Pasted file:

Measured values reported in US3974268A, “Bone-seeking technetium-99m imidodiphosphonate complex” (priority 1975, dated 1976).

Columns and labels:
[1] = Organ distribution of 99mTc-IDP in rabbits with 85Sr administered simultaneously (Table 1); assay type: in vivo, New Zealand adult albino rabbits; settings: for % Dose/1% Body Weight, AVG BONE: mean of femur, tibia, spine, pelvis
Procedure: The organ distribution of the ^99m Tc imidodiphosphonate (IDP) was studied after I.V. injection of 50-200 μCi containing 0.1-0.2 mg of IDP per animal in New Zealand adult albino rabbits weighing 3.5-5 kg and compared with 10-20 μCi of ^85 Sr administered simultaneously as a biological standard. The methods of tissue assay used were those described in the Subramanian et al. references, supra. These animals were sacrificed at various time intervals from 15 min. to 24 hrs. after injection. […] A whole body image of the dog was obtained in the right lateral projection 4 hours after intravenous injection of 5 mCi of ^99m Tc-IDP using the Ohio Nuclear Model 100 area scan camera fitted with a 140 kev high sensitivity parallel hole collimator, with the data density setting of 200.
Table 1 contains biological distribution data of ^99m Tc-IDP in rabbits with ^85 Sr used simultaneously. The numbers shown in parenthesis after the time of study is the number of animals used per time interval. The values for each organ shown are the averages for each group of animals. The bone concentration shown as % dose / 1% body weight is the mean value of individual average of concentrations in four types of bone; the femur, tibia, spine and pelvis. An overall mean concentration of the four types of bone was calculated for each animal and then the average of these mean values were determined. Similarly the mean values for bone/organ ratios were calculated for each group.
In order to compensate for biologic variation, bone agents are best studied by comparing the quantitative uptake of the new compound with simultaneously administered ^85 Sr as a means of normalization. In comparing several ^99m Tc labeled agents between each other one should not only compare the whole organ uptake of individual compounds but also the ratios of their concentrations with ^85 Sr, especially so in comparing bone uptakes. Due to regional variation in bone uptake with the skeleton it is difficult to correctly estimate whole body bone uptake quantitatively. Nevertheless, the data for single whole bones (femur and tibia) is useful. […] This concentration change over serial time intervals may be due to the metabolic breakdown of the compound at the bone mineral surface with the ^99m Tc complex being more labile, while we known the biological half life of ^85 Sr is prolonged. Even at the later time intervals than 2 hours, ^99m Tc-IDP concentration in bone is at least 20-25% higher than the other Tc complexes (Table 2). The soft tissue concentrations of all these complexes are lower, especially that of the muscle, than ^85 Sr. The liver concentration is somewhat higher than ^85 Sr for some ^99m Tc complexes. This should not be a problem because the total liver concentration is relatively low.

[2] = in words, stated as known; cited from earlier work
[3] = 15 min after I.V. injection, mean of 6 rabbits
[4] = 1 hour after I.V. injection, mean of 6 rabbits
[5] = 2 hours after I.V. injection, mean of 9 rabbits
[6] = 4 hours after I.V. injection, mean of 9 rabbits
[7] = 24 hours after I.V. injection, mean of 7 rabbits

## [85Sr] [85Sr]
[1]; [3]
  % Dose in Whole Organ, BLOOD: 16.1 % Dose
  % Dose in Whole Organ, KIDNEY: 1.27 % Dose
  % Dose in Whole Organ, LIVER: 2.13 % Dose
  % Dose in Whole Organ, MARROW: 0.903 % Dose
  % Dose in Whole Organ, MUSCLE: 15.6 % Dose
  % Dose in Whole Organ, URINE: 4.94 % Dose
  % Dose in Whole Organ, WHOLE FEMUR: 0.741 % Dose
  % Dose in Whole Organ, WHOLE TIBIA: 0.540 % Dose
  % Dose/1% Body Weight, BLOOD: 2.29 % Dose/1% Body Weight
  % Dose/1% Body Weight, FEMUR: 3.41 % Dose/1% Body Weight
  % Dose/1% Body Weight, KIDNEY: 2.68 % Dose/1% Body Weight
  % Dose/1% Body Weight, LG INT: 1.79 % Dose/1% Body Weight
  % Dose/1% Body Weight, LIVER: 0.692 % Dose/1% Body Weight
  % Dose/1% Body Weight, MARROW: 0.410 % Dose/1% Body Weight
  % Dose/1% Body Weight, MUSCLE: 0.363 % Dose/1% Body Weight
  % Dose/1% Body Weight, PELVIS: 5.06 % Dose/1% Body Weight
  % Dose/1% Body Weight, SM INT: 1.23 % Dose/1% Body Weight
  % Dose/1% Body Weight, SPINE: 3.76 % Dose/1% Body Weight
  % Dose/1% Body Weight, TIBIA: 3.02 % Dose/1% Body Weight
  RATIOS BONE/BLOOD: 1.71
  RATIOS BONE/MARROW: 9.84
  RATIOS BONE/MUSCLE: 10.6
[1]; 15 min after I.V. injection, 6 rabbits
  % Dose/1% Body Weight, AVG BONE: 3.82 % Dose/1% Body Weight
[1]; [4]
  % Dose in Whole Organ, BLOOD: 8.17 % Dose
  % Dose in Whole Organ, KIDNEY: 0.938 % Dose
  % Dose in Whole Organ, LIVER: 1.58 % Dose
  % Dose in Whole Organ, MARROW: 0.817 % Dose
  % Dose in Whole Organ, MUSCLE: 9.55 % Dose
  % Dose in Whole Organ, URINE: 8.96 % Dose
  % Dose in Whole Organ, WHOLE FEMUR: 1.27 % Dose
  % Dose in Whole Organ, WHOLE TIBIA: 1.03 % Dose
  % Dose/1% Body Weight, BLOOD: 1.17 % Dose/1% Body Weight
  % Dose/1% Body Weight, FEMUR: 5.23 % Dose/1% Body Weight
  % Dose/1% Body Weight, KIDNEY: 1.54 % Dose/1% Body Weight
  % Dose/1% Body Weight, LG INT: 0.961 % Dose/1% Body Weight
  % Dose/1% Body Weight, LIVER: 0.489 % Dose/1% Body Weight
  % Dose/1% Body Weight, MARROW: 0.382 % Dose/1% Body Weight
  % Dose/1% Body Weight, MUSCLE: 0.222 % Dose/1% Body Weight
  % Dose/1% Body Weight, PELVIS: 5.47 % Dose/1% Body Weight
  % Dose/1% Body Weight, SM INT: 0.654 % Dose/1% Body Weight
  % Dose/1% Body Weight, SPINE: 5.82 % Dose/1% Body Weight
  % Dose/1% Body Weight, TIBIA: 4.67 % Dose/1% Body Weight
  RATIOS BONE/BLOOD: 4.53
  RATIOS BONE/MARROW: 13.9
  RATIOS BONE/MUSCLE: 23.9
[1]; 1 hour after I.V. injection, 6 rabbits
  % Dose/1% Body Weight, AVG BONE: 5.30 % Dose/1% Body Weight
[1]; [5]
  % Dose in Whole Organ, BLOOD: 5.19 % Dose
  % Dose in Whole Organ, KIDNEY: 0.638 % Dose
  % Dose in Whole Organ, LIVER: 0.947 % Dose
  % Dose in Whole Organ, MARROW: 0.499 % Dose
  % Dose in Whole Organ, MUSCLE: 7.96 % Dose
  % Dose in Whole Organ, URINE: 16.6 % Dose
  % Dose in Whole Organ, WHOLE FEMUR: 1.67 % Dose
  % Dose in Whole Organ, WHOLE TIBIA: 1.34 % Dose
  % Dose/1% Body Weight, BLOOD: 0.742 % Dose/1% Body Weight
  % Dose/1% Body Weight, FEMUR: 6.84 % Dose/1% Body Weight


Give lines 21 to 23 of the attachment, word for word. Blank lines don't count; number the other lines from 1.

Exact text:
  % Dose in Whole Organ, WHOLE FEMUR: 0.741 % Dose
  % Dose in Whole Organ, WHOLE TIBIA: 0.540 % Dose
  % Dose/1% Body Weight, BLOOD: 2.29 % Dose/1% Body Weight